|The temperature outside is very cold, -20º or so, so it took a long time for the boat to heat up to comfortable. All the same we managed to get in over 5 hours of work today before the tummy grumbles started.|
||The photo above shows what I
was up to. Routing out nice corners is a strenuous task. To add to the
difficulty, the gate for the router , which has never been used, was
coated with some kind of paint that stuck to the wood making it drag
hard. This led to mistakes drifting off the line etc. Luckily I had
decided to start them oversize as the plunge cut is always the hardest.
After that I trimmed them in to size.
The very small doors are finished in the center with a roman curve type of bit. The outer edges will be rounded in but will just be basic as only 3/8" can be left after the seating cut. This will allow about 1/2" overlap for the latch. The hinges will need to be sunk in by 1/8" to seat properly.
The right kind of latch is difficult to find. We have searched all over and not found anything that will work and look good. Most cupboard latches are snap or ball/spring style. No good for a boat as they could pop open dumping the contents on the crew. There won't be any bowling balls up there but a bottle of rum or even a shortwave radio could cause serious injury if it flew out hard enough.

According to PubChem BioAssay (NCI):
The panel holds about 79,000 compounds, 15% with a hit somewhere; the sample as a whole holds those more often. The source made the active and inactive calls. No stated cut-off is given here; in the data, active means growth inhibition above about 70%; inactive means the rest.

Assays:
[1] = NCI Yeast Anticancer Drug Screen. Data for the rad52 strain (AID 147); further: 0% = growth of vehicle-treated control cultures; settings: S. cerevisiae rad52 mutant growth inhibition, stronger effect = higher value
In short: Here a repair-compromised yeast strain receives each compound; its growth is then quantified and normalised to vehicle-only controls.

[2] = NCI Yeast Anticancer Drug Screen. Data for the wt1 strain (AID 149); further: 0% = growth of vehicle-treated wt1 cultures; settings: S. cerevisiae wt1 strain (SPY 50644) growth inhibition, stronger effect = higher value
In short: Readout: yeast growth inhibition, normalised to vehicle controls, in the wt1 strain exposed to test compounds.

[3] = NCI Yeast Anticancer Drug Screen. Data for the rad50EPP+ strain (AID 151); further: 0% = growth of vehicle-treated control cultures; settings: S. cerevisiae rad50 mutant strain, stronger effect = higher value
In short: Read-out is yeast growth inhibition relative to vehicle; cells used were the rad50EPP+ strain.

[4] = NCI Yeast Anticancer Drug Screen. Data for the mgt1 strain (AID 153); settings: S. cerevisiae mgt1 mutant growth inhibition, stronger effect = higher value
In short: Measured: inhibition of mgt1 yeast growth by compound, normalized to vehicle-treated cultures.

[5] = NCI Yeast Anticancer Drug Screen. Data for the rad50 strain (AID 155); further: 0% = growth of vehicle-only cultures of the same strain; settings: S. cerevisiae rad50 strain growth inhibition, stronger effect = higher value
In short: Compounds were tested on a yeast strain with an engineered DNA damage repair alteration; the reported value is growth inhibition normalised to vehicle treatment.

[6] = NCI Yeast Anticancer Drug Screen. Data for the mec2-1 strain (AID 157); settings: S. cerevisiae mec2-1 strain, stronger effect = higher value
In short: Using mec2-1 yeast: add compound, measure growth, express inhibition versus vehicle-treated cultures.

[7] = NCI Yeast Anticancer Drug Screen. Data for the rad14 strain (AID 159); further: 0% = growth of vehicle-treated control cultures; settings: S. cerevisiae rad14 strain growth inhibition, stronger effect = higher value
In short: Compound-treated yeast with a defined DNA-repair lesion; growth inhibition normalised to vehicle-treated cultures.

I have designed a simple latch that may work. ( Top left ) It is a rod that slides in a hole with a spring on the end. The rod is drilled and tapped to accept a screw with the head chopped off and the handle is screwed on to that. Pretty simple really. Oak is strong enough that this would work. So if all else fails, these will be it. I do love those fancy brass knobs!
Gena was asking my opinion on where the vanity in the head aft should be. I think the face should be even with the hull as there will be a mirror there and it will look "even". The height we decided is 3" higher than usual so small children would need to climb up on the toilet mount to use the sink. That's ok! It always seems to me , especially when washing my face, that those vanities are way too low.
In the photo to the left, a vertical plank encompasses the tub. The folding door for the enclosure will tuck in behind this nicely when not in use. Some of the angles involved in this area were a challenge for Gena, but she did a fine job of making everything fit!
|Looking down the counter behind the
enclosure (photo right) one can see there is some depth. This will be a
good place to store rolls and paper towels etc. You may have noticed in
the above photo that a port light is being sort of blocked off by
the enclosure. It's not a problem as we plan to put a translucent window
into the enclosure allowing light to come in there.
The vanity area already has plenty with another port light being there.
View in inset shows deep storage area.
|I will finish the doors tomorrow. Wish me luck!|
6 hours - Vanity construction, cut out doors to make pretty!